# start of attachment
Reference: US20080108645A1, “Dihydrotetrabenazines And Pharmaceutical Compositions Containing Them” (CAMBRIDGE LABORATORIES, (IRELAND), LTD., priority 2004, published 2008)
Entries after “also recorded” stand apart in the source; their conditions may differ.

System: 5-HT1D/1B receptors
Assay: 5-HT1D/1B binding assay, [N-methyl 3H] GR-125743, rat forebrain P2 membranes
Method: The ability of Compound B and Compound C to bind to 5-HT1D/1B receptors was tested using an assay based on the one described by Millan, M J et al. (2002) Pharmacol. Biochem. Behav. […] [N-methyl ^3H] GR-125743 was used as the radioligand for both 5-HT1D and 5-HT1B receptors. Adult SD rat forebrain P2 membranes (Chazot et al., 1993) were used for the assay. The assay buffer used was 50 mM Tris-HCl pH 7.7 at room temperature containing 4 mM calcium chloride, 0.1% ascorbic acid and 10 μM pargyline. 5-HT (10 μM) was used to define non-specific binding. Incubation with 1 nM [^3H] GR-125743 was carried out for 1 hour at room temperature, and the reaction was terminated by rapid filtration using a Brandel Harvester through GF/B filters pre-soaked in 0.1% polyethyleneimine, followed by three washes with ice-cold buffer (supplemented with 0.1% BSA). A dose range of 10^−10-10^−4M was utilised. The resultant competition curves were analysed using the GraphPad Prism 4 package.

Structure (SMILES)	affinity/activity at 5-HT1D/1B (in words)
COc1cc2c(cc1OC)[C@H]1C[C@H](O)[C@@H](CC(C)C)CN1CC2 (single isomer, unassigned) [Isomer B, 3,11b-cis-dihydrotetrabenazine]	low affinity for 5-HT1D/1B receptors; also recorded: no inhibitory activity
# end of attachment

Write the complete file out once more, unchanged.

Reference: US20080108645A1, “Dihydrotetrabenazines And Pharmaceutical Compositions Containing Them” (CAMBRIDGE LABORATORIES, (IRELAND), LTD., priority 2004, published 2008)
Entries after “also recorded” stand apart in the source; their conditions may differ.

System: 5-HT1D/1B receptors
Assay: 5-HT1D/1B binding assay, [N-methyl 3H] GR-125743, rat forebrain P2 membranes
Method: The ability of Compound B and Compound C to bind to 5-HT1D/1B receptors was tested using an assay based on the one described by Millan, M J et al. (2002) Pharmacol. Biochem. Behav. […] [N-methyl ^3H] GR-125743 was used as the radioligand for both 5-HT1D and 5-HT1B receptors. Adult SD rat forebrain P2 membranes (Chazot et al., 1993) were used for the assay. The assay buffer used was 50 mM Tris-HCl pH 7.7 at room temperature containing 4 mM calcium chloride, 0.1% ascorbic acid and 10 μM pargyline. 5-HT (10 μM) was used to define non-specific binding. Incubation with 1 nM [^3H] GR-125743 was carried out for 1 hour at room temperature, and the reaction was terminated by rapid filtration using a Brandel Harvester through GF/B filters pre-soaked in 0.1% polyethyleneimine, followed by three washes with ice-cold buffer (supplemented with 0.1% BSA). A dose range of 10^−10-10^−4M was utilised. The resultant competition curves were analysed using the GraphPad Prism 4 package.

Structure (SMILES)	affinity/activity at 5-HT1D/1B (in words)
COc1cc2c(cc1OC)[C@H]1C[C@H](O)[C@@H](CC(C)C)CN1CC2 (single isomer, unassigned) [Isomer B, 3,11b-cis-dihydrotetrabenazine]	low affinity for 5-HT1D/1B receptors; also recorded: no inhibitory activity